THE QUIET FAMILY
After father gets fired from the company, his family decides to run the Mount lodge, a guest house in the suburbs of Seoul. Unlike the initial expectation of getting flooded with lodgers, the mansion remains empty for days. As a result, the family starts to get very nervous. And Mina, the youngest daughter, is upset by the strange noise at night and the ominous omen of an odd old woman. At last, two weeks after the opening, the first guest appears. Excited, the family spoils him excessively. However, the following day the guest is found dead in his room and the family has to bury him to avoid any risk of ruining their business. The next guests are a couple who commit double suicide and, consequently, the family has to bury them again. After a while, the family gets used to the digging, but there’s a new menace on the horizon. The bodies are in danger of being dug up by the advancing road construction works beside the guesthouse. To make things worse, the head of the village gets involved in the conspiracy.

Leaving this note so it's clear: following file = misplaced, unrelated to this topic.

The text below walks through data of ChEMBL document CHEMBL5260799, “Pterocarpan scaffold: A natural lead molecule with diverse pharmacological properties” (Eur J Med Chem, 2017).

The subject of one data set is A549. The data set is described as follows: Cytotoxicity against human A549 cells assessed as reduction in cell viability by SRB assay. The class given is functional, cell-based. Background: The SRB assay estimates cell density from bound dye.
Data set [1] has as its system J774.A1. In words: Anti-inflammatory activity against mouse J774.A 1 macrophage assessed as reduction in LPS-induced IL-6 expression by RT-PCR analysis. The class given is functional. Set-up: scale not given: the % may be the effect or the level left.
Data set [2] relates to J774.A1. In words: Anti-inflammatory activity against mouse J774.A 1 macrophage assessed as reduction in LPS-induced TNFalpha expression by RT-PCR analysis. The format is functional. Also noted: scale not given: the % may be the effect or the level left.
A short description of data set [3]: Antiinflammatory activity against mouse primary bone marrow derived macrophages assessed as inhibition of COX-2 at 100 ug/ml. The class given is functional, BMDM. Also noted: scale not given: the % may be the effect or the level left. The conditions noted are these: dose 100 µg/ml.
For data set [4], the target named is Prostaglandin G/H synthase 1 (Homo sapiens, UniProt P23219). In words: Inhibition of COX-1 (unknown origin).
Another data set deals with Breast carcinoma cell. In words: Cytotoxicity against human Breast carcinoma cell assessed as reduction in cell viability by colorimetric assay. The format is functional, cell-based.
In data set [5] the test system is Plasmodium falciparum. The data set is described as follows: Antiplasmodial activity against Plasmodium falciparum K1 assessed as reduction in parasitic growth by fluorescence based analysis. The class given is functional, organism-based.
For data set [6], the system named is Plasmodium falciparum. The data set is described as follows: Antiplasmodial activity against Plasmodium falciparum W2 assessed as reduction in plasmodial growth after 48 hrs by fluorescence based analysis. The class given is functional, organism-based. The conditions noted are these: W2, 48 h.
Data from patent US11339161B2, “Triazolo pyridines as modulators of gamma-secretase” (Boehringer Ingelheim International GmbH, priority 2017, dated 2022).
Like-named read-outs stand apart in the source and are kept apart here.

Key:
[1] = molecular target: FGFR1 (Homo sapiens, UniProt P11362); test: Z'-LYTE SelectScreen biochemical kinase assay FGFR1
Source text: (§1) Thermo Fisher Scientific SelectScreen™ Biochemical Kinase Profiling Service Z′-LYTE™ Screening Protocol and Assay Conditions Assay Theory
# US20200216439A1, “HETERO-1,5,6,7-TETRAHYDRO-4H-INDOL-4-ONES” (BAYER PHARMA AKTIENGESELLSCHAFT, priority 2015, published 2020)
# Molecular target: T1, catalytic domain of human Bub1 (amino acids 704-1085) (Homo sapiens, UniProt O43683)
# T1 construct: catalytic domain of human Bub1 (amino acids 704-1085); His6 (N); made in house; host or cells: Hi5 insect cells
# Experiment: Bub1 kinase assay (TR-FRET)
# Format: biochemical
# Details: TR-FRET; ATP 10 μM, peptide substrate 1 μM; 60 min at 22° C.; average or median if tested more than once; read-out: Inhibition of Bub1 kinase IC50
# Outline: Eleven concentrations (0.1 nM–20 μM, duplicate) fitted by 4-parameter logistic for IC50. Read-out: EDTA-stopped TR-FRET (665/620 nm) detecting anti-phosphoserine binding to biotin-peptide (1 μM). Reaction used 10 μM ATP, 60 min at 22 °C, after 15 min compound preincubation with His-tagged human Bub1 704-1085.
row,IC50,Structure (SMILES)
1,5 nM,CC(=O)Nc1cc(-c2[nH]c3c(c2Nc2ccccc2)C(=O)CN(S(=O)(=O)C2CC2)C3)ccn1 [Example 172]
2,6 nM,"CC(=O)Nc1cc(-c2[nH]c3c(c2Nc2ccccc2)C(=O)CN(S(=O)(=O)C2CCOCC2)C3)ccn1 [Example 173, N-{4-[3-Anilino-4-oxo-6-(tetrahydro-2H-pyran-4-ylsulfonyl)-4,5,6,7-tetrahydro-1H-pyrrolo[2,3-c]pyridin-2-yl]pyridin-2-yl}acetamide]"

The Quiet Family, nicknamed a “ruthless comedy” by director Kim Ji-Woon, is not the kind of film that would fit in the diet of soap operas, comedies and action movies that Korean and Asian audiences are used to. This black horror comedy walks a tight rope between tension and laughter. And Kim Ji-Woon, who also took a writing credit, has injected his long feature debut with some potent social critic. The film deals with the conflicts between generations – each member of the family represents a distinctive generation that is at odds with the others – and with the obsession of accepted members of society towards outsiders. When you loose your job, you become an outcast. The family have isolated themselves from the mainstream of hectic modern life and the unfortunate lodgers they receive are the wreckage of a society adrift. And it all takes place in the cramped space of the guest house. The Quiet Family, a cross between the haunted house and a cruel dark satire, is truly a very unusual Korean film that is worth seeing.